Dolce & Gabbana Spring 1992 Ready-to-Wear

Editor’s Note: This year marks the tenth anniversary of Dolce & Gabbana Alta Moda, which will be celebrated with a show in Sicily. Ahead of that event, we’re revisiting some of the label’s 1990s shows. The spring 1992 collection was presented in October 1991 in Milan.

In 1991, when Domenico Dolce and Stefano Gabbana presented their spring 1992 collection, which featured lots of black lingerie—already a brand signature—they were still considered “new kids” on the scene. But not only were they new, they were determined to be different. In fact, the AP observed, they had “made a point of keeping their distance from the staid Milanese style, which brought the made-in-Italy label to the top of the international fashion parade in the ’80s.”

They did so by playing up Dolce’s Southern heritage (he is from Palermo), and playing a wink-wink game with national stereotypes. “Dolce e Gabbana’s clothes take their cue from old-fashioned Italian ‘classics,’ wrote Vogue when introducing the brand to readers in 1985. “Their inspiration: specifically, Sicilian women.” Or, more accurately, a fanciful and cinematic version of sirens and nonnas, sunshine and clothing lines. (The “Catholic Imagination,” curator Andrew Bolton’s phrase, is always alive and well in Dolce & Gabbana’s work and sets up a “good” versus “bad girl” dichotomy, that was also present in Gianni Versace’s work).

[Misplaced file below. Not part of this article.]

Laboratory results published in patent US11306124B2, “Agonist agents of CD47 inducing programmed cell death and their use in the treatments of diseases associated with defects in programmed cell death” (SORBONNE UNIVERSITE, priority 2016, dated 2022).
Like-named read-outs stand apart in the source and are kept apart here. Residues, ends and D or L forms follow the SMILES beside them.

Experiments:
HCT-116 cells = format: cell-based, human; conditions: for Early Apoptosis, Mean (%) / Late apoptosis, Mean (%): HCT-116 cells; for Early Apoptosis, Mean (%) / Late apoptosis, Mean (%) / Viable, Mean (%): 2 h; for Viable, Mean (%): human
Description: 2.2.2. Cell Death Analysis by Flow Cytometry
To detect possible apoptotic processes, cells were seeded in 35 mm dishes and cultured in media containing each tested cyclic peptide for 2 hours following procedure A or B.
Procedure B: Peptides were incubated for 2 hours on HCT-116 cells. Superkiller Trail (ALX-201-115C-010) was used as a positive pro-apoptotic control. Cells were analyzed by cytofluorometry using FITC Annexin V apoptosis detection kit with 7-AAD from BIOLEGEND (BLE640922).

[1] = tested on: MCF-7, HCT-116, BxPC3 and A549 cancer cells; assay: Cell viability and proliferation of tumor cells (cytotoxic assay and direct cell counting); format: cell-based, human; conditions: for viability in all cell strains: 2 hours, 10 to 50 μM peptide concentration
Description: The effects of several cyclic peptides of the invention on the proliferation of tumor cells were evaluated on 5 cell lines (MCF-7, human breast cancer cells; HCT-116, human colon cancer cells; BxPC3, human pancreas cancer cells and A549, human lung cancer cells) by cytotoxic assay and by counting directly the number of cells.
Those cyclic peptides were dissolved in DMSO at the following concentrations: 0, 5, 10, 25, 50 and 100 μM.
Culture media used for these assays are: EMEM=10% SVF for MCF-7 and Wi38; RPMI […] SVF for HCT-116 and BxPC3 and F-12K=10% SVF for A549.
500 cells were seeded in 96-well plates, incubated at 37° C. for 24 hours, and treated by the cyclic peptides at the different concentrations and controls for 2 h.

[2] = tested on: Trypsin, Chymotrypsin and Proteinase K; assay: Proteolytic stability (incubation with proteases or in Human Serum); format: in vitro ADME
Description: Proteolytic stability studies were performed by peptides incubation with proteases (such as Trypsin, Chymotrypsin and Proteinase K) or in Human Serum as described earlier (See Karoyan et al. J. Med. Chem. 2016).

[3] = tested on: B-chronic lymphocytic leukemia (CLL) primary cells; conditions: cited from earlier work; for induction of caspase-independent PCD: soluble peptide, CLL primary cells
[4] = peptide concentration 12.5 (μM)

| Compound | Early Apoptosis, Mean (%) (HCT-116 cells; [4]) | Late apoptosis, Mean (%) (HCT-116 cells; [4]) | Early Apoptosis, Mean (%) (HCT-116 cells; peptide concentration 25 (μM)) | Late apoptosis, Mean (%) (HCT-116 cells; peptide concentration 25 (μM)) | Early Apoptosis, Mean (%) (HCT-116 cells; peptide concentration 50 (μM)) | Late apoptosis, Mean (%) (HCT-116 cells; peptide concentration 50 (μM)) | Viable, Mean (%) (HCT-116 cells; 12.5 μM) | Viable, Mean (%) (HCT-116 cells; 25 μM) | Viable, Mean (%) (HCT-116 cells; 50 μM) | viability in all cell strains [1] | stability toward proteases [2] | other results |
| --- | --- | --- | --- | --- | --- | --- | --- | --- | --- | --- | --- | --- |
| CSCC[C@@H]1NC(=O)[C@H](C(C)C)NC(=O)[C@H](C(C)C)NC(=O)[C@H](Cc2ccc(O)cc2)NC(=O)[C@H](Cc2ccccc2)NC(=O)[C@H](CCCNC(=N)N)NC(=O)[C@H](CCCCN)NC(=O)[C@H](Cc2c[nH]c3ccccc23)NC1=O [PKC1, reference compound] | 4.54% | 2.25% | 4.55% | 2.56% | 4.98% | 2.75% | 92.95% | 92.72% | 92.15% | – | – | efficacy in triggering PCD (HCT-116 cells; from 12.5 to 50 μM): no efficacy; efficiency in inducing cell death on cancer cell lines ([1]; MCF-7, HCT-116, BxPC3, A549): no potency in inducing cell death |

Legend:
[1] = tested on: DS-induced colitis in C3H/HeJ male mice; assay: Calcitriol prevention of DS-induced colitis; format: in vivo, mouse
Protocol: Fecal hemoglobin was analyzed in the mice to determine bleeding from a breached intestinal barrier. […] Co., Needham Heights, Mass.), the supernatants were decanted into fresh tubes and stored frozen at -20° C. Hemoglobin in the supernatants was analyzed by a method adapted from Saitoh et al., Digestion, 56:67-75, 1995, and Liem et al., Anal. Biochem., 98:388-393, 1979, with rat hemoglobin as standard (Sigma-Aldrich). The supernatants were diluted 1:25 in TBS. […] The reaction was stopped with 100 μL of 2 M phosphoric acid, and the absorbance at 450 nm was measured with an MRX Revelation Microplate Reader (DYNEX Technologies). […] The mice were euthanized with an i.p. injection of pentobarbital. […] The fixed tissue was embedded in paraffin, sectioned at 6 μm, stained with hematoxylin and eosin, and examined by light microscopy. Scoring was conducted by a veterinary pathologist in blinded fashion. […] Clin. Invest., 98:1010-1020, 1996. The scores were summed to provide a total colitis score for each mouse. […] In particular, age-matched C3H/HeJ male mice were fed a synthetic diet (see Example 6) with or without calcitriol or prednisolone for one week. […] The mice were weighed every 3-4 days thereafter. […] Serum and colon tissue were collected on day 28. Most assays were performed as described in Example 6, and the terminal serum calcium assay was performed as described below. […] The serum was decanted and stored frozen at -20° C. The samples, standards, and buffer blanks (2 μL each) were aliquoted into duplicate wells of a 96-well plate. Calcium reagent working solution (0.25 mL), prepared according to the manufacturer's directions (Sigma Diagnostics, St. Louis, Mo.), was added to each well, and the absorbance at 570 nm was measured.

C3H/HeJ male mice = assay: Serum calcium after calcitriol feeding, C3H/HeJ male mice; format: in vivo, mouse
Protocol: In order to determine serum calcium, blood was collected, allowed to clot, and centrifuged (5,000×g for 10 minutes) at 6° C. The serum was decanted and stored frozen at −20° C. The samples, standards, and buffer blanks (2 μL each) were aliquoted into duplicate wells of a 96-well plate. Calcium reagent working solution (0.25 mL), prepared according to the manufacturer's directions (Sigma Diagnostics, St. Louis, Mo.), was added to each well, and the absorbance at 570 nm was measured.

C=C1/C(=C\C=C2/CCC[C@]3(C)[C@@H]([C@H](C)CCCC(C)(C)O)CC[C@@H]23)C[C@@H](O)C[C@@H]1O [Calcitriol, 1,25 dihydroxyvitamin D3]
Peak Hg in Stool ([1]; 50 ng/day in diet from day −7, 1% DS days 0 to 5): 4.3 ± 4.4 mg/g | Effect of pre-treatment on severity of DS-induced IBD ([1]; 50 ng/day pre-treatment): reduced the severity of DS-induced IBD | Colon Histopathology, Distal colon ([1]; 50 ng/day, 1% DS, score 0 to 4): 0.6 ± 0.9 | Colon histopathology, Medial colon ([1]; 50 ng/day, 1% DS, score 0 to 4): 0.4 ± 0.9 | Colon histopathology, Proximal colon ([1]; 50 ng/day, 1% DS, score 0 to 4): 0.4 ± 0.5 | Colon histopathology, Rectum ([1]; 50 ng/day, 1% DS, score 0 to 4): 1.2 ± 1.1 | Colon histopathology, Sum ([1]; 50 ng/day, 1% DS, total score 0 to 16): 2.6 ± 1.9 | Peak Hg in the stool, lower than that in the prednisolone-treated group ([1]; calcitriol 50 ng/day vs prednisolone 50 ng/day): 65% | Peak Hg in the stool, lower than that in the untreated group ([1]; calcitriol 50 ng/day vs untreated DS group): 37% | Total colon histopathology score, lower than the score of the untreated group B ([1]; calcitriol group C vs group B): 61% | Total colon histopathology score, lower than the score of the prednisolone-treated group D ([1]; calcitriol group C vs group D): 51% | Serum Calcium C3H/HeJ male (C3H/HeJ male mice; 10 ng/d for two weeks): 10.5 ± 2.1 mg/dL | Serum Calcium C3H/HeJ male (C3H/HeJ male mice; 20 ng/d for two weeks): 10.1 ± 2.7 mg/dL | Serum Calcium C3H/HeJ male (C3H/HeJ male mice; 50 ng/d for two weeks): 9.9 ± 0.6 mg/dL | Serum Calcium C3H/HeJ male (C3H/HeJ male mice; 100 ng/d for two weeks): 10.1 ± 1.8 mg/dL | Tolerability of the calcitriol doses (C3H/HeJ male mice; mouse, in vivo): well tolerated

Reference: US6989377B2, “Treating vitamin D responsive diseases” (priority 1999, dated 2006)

Dolce and Gabbana literally spelled out some of their inspirations near the end of their show, when red sequins on black separates listed the first names of screen divas Sophia Loren, Gina Lollobrigida, and Ava Gardner. To the starry Cinecittà references, the duo added a more populist touch: looks made out of printed potato sacks, that communicated sentiments about love and s-e-x. (Madonna’s book on the subject would be published the following year.) Some contemporary reviewers balked at the idea of seeing the boudoir looks on the street, others embraced it. As one newspaper headline announced: “The Lingerie Look: Not Just for Madonna.” The pop star and these nascent designers were operating on the same pop cultural wavelength, bending iconic imagery and tropes to their own ends to speak to the moment while evoking storied heritages (national, fashionable, cinematic, etc.).

Forty years on this sexy collection might feel tamer than it did at the time, yet it unmistakably remains a strong and pure expression of the Dolce & Gabbana ethos.

Read More, Vogue

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